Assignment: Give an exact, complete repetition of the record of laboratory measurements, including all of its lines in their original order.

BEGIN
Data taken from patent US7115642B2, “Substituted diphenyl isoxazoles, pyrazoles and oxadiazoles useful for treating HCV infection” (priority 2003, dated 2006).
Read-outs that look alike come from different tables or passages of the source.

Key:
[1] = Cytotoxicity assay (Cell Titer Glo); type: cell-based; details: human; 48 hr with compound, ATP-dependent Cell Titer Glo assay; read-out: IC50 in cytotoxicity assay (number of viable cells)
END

Data taken from patent US7115642B2, “Substituted diphenyl isoxazoles, pyrazoles and oxadiazoles useful for treating HCV infection” (priority 2003, dated 2006).
Read-outs that look alike come from different tables or passages of the source.

Key:
[1] = Cytotoxicity assay (Cell Titer Glo); type: cell-based; details: human; 48 hr with compound, ATP-dependent Cell Titer Glo assay; read-out: IC50 in cytotoxicity assay (number of viable cells)